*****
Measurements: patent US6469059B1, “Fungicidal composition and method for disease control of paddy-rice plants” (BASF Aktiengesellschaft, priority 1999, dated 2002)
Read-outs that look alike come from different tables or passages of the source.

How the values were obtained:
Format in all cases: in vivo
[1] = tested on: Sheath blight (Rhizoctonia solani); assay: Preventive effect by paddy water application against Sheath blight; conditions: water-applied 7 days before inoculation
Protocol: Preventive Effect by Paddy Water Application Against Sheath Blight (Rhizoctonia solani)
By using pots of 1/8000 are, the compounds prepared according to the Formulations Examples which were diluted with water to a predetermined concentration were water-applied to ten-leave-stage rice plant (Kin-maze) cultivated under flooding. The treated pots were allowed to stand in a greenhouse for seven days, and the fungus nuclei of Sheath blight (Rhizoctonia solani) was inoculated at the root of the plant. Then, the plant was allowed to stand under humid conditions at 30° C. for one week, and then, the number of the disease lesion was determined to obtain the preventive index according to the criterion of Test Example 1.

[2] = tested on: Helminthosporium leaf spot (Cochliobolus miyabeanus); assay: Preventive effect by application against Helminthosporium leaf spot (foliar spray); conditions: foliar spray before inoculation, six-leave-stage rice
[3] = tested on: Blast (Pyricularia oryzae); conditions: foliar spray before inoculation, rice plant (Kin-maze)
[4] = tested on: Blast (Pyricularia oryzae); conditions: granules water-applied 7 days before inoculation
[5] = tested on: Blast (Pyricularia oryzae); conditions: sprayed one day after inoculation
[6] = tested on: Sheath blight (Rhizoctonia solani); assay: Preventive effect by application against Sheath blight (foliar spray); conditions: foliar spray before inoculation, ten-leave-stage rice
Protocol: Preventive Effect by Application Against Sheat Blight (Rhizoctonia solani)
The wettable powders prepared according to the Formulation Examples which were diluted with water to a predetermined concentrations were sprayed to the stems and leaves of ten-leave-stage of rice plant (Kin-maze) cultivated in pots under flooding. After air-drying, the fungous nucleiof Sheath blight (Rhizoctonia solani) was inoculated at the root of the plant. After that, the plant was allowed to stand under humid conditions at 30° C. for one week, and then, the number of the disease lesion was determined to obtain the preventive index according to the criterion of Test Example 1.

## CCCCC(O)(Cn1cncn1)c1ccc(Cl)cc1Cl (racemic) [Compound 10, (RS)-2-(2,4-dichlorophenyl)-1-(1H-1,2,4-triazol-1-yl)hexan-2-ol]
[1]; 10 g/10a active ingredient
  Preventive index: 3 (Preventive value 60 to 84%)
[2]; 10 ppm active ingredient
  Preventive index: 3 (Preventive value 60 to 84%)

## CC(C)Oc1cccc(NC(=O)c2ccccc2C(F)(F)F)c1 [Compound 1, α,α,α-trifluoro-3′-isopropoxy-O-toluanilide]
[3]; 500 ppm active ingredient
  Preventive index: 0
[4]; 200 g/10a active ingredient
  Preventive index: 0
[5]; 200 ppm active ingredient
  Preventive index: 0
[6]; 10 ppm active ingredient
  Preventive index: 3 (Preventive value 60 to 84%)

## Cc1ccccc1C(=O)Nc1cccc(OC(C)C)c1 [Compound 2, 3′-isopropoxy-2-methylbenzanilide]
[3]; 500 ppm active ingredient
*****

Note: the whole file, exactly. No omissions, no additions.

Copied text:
Measurements: patent US6469059B1, “Fungicidal composition and method for disease control of paddy-rice plants” (BASF Aktiengesellschaft, priority 1999, dated 2002)
Read-outs that look alike come from different tables or passages of the source.

How the values were obtained:
Format in all cases: in vivo
[1] = tested on: Sheath blight (Rhizoctonia solani); assay: Preventive effect by paddy water application against Sheath blight; conditions: water-applied 7 days before inoculation
Protocol: Preventive Effect by Paddy Water Application Against Sheath Blight (Rhizoctonia solani)
By using pots of 1/8000 are, the compounds prepared according to the Formulations Examples which were diluted with water to a predetermined concentration were water-applied to ten-leave-stage rice plant (Kin-maze) cultivated under flooding. The treated pots were allowed to stand in a greenhouse for seven days, and the fungus nuclei of Sheath blight (Rhizoctonia solani) was inoculated at the root of the plant. Then, the plant was allowed to stand under humid conditions at 30° C. for one week, and then, the number of the disease lesion was determined to obtain the preventive index according to the criterion of Test Example 1.

[2] = tested on: Helminthosporium leaf spot (Cochliobolus miyabeanus); assay: Preventive effect by application against Helminthosporium leaf spot (foliar spray); conditions: foliar spray before inoculation, six-leave-stage rice
[3] = tested on: Blast (Pyricularia oryzae); conditions: foliar spray before inoculation, rice plant (Kin-maze)
[4] = tested on: Blast (Pyricularia oryzae); conditions: granules water-applied 7 days before inoculation
[5] = tested on: Blast (Pyricularia oryzae); conditions: sprayed one day after inoculation
[6] = tested on: Sheath blight (Rhizoctonia solani); assay: Preventive effect by application against Sheath blight (foliar spray); conditions: foliar spray before inoculation, ten-leave-stage rice
Protocol: Preventive Effect by Application Against Sheat Blight (Rhizoctonia solani)
The wettable powders prepared according to the Formulation Examples which were diluted with water to a predetermined concentrations were sprayed to the stems and leaves of ten-leave-stage of rice plant (Kin-maze) cultivated in pots under flooding. After air-drying, the fungous nucleiof Sheath blight (Rhizoctonia solani) was inoculated at the root of the plant. After that, the plant was allowed to stand under humid conditions at 30° C. for one week, and then, the number of the disease lesion was determined to obtain the preventive index according to the criterion of Test Example 1.

## CCCCC(O)(Cn1cncn1)c1ccc(Cl)cc1Cl (racemic) [Compound 10, (RS)-2-(2,4-dichlorophenyl)-1-(1H-1,2,4-triazol-1-yl)hexan-2-ol]
[1]; 10 g/10a active ingredient
  Preventive index: 3 (Preventive value 60 to 84%)
[2]; 10 ppm active ingredient
  Preventive index: 3 (Preventive value 60 to 84%)

## CC(C)Oc1cccc(NC(=O)c2ccccc2C(F)(F)F)c1 [Compound 1, α,α,α-trifluoro-3′-isopropoxy-O-toluanilide]
[3]; 500 ppm active ingredient
  Preventive index: 0
[4]; 200 g/10a active ingredient
  Preventive index: 0
[5]; 200 ppm active ingredient
  Preventive index: 0
[6]; 10 ppm active ingredient
  Preventive index: 3 (Preventive value 60 to 84%)

## Cc1ccccc1C(=O)Nc1cccc(OC(C)C)c1 [Compound 2, 3′-isopropoxy-2-methylbenzanilide]
[3]; 500 ppm active ingredient